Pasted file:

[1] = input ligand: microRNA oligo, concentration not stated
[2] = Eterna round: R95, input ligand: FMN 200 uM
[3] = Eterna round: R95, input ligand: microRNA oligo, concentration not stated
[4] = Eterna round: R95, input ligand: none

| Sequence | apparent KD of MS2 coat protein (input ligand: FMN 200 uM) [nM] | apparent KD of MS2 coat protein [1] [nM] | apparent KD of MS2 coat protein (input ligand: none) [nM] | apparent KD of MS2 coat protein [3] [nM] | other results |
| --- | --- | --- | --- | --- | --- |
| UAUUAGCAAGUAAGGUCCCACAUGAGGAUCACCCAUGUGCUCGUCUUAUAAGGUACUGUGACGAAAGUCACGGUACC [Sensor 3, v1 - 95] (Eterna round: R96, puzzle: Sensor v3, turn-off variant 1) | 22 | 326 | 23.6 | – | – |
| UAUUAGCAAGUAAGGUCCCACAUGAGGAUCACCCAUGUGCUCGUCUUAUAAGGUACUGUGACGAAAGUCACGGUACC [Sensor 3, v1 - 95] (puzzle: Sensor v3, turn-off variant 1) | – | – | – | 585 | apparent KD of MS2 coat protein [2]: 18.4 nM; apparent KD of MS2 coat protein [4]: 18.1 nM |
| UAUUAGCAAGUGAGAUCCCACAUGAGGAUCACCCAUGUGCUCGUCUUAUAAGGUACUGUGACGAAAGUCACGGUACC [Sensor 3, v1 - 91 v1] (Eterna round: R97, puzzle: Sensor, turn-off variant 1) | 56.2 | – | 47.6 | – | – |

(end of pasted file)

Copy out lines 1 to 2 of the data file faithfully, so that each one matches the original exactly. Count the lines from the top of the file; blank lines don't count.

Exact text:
[1] = input ligand: microRNA oligo, concentration not stated
[2] = Eterna round: R95, input ligand: FMN 200 uM